Don’t need marriage to be happy.  Some men are quite happy with the relationship as it is and don’t see the need or point in getting married.

Marriage is a gamble.  It’s a gamble that a lot of men are just not willing to take.  The stakes are too high.

Distrust of the court system.  Men feel that the court system will not deal fairly with them.  My husband has always said that the court system favors the women over the men.

Don’t get upset with your man when he says that he says he doesn’t believe in marriage.  Find out why he feels the way he does.  Is he ruling marriage out completely or just until he grows more comfortable with the idea?

Remember marriage is not for everyone.  It may be for you but not for him.  You will have to decide if you are willing to remain in a relationship which may never end in marriage or walk away.  In the end, both of you will have to do what is best for yourselves.

According to Samantha Daniels, professional matchmaker and founder of The Dating Lounge dating app, “The key thing here is to be true to yourself and what you can truly be happy with.”

Sources:  Elite Daily; Bustle;

Sacred Vows

His strategy for forgetting Justine Samuels was to keep busy with his work as the local parish priest but his efforts failed miserably.  No matter where he was or what he was doing, he couldn’t stop thinking about her and wishing that he could see her again.  He missed her terribly.  Against his better judgment, he had continued to see her even after he realized that he was in love with her.  His excuse was that her grandmother was one of his parishioners and it was his duty to visit her especially since she was unable to attend church.

On several occasions, he visited the elderly woman and prayed for her.  Then he would spend a few minutes in the living-room talking to Justine.  It was during one of those times that she broke down and confessed that she didn’t know how much longer she could continue to care for her grandmother on her own while worrying that she could lose her job because the company might be downsizing.  Her job meant a lot to her because she was able to work from home.  She had moved into her grandmother’s cottage after the elderly woman had fallen ill.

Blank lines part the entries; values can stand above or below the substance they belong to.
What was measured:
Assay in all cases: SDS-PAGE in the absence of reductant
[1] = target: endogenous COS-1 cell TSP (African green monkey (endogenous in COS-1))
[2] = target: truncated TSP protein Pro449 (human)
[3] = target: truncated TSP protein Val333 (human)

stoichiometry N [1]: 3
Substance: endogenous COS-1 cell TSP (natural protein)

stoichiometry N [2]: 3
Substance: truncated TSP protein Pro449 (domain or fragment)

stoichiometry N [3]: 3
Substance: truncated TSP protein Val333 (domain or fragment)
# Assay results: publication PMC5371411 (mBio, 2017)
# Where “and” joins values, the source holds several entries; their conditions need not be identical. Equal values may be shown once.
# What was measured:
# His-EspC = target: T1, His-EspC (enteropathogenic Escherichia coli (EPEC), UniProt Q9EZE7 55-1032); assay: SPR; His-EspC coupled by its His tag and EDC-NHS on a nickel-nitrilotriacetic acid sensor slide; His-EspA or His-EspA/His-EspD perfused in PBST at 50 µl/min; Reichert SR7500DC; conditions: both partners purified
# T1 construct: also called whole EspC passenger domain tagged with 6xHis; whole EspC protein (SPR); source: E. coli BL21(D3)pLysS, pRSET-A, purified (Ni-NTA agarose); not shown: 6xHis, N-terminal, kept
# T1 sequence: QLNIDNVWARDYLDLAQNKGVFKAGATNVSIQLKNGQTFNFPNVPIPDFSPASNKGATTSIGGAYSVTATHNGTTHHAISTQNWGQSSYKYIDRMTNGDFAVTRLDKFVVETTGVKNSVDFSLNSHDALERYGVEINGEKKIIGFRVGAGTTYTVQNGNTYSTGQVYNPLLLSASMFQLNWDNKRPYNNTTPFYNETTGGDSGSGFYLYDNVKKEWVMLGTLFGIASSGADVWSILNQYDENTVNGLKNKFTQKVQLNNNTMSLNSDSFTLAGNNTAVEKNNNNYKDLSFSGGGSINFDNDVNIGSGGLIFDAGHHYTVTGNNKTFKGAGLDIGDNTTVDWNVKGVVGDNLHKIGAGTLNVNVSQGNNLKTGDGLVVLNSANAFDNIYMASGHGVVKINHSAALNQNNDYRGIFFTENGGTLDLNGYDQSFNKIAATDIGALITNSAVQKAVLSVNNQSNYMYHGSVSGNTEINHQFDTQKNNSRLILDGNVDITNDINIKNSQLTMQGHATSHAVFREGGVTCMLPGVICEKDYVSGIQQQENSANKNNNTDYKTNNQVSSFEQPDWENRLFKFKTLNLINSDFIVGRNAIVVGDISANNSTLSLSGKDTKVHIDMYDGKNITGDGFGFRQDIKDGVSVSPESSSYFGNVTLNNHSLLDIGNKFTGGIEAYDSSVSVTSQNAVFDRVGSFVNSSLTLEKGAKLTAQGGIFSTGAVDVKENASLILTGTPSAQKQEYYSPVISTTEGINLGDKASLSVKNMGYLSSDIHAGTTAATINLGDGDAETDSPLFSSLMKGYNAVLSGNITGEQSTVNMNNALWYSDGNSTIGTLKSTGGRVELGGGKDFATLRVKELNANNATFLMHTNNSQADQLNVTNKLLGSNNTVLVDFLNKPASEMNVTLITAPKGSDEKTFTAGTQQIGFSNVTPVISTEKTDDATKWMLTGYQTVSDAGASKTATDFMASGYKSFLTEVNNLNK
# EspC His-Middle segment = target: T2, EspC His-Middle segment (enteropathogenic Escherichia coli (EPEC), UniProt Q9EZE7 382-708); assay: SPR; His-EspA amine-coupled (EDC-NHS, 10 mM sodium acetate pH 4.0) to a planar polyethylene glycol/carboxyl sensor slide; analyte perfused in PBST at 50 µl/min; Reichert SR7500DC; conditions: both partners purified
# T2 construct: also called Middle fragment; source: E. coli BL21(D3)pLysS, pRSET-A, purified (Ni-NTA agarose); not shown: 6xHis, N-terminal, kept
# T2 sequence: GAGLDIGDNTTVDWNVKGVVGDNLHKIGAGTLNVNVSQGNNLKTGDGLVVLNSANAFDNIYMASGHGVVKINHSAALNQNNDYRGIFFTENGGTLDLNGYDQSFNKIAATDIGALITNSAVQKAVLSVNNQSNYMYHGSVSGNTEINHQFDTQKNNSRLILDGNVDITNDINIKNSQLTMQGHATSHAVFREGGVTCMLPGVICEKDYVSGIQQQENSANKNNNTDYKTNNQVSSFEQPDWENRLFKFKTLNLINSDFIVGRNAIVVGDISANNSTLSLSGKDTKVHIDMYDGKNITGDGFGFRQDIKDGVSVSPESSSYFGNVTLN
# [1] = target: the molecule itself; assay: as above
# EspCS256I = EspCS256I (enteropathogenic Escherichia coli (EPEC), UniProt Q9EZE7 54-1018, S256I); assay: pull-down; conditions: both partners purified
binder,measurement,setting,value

Touched with compassion, he offered to counsel her.  They met once a week in her grandmother’s bright and airy sun room and the sessions lasted for an hour.  Sometimes he would stay afterward and have a cup of tea or he would leave immediately after.

Soon he found himself dropping by even when they didn’t have a counseling session on pretext of checking on her grandmother.  Afterwards, he would feel guilty and go to the chapel and pray for forgiveness.  Try as he did, he couldn’t stay away and during the summer when the weather was pleasant, Justine and he would sit outside in the garden while her grandmother was taking a nap in the living-room.

One afternoon, they were out in the garden, sitting on the bench, talking.  Behind them was a climbing rose bush winding its way up the side of the house to second floor window.  He got up and went over to it.  “Whenever I see a rose, I can’t help but marvel at its beauty and intricacy.  Have you ever heard the quote:  Some people complain because God put thorns on roses, while others praise Him for putting roses among thorns.

She shook her head, getting up and going over to him.  “No, I’ve never heard that quote.  Which of the two categories do you fall into?”

“The second.  I praise Him for putting roses among thorns—beauty among the ugliness that exists in this world.”

“For me, the roses represent God’s grace among the thorns which are the trials in life.”